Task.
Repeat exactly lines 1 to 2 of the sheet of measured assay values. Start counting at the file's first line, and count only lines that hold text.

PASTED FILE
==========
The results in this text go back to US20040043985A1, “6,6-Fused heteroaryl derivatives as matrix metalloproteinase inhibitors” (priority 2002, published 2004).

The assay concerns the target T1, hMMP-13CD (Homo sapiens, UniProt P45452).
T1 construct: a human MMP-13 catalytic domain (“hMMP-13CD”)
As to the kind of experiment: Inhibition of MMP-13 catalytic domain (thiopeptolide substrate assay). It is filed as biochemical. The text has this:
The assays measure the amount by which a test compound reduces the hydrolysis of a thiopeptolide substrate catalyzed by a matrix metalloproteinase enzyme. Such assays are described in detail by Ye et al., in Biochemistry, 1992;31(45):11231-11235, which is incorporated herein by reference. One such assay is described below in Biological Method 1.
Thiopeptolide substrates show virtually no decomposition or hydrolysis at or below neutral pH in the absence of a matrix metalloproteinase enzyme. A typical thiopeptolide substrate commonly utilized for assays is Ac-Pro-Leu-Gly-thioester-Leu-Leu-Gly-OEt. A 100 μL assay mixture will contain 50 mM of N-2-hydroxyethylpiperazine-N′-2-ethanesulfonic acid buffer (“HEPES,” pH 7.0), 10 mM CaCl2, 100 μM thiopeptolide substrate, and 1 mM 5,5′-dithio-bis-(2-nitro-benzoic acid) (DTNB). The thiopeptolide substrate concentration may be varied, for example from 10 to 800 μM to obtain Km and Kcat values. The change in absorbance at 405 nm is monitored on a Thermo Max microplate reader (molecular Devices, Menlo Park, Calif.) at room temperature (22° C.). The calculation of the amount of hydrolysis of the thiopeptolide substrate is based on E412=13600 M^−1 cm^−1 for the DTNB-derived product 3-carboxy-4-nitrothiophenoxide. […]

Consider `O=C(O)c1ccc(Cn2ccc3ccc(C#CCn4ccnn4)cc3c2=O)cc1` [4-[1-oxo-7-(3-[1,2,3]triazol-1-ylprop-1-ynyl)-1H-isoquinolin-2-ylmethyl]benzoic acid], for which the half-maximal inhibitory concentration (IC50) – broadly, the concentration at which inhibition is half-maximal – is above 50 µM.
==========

The results in this text go back to US20040043985A1, “6,6-Fused heteroaryl derivatives as matrix metalloproteinase inhibitors” (priority 2002, published 2004).

The assay concerns the target T1, hMMP-13CD (Homo sapiens, UniProt P45452).